With 4K and OLED emerging as the trends du jour at CES this year, Sony leaped into the prototype pack earlier this week by demoing its own 4K OLED TV, a 56" stunner that wowed attendees and dropped its share of jaws. 4K OLED sets aren't about to grace the aisles of Best Buy anytime soon, but it's an exciting glimpse into a future full of possibilities.
According to Sony's official press release, it has developed the first 4K (3840 x 2160) OLED (organic light-emitting diode) television. To demonstrate its latest achievement, Sony has brought the 56-inch prototype to the International Consumer Electronics Show in Las Vegas, Nevada. The world's first and largest* 56-inch OLED TV achieves 4K resolution by using the latest oxide semiconductor TFTs and Sony's own 'Super Top Emission' technologies. (*As the prototype of OLED TV which realized 56 inch large size and 4K resolution, of January 8th, 2013.)
Up until now, in order to force light through the OLED layer, OLED TVs used low-temperature polysilicon (LTPS) thin-film transistors (TFTs). However, there were some challenges inherent in the manufacture of large OLED displays.
Using oxide semiconductor TFTs Sony has been able to produce this new larger display. The new OLED component's structure also incorporates Sony's own 'Super Top Emission' technology, which has been successfully incorporated in other products already introduced into the market. This 'Super Top Emission' technology has a high aperture ratio and enables light to be extracted efficiently from the structure's OLED layer. By combining two Sony developed technologies, Sony has been able to overcome some of these challenges.
This prototype delivers all of the features expected from OLED TVs, such as high contrast, brightness, rapid video image response time and rich images produced even at wide viewing angles, all packaged in a large 4K resolution panel.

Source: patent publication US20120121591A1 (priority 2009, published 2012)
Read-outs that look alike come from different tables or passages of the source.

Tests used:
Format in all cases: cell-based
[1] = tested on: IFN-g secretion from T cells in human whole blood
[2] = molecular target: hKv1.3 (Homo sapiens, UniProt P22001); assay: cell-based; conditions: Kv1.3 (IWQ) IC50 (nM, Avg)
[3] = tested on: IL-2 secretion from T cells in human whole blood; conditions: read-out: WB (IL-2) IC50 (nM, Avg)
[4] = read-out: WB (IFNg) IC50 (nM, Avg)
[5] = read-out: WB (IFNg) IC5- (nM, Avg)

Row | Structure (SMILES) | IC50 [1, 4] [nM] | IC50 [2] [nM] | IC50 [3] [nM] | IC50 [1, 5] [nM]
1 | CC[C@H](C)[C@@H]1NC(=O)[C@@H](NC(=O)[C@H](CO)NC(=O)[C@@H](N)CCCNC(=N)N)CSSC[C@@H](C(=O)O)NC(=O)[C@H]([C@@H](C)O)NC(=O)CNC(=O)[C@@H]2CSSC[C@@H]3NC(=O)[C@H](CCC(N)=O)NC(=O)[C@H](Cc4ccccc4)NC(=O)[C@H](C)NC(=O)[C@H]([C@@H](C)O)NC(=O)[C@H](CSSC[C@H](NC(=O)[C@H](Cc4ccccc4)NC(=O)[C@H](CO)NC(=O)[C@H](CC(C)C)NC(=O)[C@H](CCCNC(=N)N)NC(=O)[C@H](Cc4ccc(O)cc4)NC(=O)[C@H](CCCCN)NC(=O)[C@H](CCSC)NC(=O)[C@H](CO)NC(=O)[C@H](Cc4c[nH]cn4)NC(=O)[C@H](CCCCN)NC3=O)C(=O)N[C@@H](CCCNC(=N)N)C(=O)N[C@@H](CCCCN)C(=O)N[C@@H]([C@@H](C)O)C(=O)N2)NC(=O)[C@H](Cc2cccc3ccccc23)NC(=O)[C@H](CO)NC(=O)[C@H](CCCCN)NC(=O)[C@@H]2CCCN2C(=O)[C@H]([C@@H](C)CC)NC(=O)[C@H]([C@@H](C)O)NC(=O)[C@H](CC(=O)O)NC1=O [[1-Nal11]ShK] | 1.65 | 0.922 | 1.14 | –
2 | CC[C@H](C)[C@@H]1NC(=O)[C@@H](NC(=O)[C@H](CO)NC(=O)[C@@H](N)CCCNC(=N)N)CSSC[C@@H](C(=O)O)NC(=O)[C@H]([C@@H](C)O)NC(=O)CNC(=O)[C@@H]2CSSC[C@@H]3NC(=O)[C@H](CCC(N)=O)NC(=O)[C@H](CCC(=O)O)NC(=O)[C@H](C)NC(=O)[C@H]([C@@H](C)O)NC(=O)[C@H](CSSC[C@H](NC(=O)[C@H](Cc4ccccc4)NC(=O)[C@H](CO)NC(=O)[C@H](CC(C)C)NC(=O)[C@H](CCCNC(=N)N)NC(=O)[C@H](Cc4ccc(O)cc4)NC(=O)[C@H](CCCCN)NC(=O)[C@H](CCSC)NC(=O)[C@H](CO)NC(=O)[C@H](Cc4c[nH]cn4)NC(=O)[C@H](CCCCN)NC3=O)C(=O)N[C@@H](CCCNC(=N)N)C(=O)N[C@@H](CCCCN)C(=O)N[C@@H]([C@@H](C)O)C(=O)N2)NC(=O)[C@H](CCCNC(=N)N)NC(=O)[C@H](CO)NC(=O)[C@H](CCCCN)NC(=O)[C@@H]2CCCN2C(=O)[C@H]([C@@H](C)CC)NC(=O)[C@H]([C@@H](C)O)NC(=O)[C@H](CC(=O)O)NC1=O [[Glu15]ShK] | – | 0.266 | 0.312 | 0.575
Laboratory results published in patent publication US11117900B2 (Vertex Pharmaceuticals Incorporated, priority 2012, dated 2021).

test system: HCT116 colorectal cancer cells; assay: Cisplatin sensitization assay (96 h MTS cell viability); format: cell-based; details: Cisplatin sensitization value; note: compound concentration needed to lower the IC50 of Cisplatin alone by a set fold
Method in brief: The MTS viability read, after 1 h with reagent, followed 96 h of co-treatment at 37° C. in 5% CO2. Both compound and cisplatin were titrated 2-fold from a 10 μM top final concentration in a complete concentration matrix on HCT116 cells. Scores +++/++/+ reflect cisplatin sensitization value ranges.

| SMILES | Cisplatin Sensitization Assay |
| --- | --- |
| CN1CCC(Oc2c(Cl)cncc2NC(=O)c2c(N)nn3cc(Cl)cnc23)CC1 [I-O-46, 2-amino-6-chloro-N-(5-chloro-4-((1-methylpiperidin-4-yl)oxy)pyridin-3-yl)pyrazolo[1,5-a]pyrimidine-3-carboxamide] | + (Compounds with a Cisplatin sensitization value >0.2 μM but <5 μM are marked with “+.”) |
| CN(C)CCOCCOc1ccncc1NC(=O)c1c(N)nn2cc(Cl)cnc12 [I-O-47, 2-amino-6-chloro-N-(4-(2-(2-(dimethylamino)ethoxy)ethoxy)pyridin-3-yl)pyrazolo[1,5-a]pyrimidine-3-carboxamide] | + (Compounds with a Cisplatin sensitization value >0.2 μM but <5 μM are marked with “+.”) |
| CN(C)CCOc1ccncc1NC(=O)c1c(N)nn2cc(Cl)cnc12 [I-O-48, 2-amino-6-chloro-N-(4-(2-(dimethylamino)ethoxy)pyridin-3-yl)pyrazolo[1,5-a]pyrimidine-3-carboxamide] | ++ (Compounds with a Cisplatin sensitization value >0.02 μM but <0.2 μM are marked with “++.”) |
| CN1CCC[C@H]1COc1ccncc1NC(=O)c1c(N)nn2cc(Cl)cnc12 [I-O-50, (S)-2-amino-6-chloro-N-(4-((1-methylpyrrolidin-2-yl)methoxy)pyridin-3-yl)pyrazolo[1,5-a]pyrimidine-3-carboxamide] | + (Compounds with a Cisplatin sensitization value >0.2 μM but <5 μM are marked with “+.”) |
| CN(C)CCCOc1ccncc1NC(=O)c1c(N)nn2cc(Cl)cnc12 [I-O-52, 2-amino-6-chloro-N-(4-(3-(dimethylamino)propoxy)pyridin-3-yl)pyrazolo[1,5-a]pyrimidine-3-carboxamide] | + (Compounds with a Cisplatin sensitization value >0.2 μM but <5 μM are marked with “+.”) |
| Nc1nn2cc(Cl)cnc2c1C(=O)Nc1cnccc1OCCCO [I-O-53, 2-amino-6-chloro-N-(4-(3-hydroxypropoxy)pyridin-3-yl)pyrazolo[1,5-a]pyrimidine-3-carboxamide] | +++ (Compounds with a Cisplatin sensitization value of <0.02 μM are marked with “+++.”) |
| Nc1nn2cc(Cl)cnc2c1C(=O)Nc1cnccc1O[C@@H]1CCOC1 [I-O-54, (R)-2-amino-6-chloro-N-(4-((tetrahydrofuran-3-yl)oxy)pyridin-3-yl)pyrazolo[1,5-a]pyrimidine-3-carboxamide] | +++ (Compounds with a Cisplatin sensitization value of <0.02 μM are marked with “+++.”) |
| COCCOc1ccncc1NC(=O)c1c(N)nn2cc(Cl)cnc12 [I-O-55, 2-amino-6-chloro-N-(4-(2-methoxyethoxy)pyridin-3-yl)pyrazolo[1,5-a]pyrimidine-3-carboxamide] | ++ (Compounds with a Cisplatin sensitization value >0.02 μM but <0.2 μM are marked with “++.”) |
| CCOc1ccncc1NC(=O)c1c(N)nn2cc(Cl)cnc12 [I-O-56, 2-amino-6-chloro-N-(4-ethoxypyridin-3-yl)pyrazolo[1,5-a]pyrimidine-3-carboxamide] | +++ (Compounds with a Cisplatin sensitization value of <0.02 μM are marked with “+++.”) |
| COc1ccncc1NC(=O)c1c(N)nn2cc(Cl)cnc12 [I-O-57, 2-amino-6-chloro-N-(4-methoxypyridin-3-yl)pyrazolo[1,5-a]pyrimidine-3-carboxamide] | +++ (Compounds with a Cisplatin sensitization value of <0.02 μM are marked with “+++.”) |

The OLED panel used in this prototype 4K OLED TV on display at the exhibition was jointly developed with Taiwanese company AU Optronics Corporation (AUO).
Sony has long been actively involved in the product development and mass production of OLED displays. Beginning with the release of the world's first 11-inch OLED television in 2007, Sony went on to release 17" and 25" monitors for professional applications in 2011. On the research and development front, Sony has given presentations on the results of its research in process (manufacturing) technologies for mid and large-sized panels as well as presenting research findings on oxide semiconductor TFTs and flexible organic TFTs. Sony is also actively working on next-generation OLED technologies.
Sony will continue to research OLED technology with the goal of commercializing its new 4K OLED televisions, as well as launch 4K LCD TVs like the BRAVIAs exhibited at CES2013. From filming to editing, content creation, delivery, distribution and display devices, Sony is making its unique new 4K imaging experience available to users in a wide variety of ways.
Technological specifications of the exhibited 4K OLED TV prototype:
Panel Size: 56-inch
Number of Pixels: 3,840 x 2,160
Display Elements: OLED
Drive Circuit: Oxide Semiconductor
TFT Special Structural Characteristics: Super Top Emission
Other Characteristics: Undisclosed
Tekzilla Interview with Sony Product Trainer Daryl Eshun
Blu-ray doesn't, but it can probably be made to support 4K, just like it was for 3D. It's probably somewhat pointless though, as the difference you're seeing on any size flat panel is attributable more to screen resolution than source resolution. No flat panel can even fully resolve 1080p.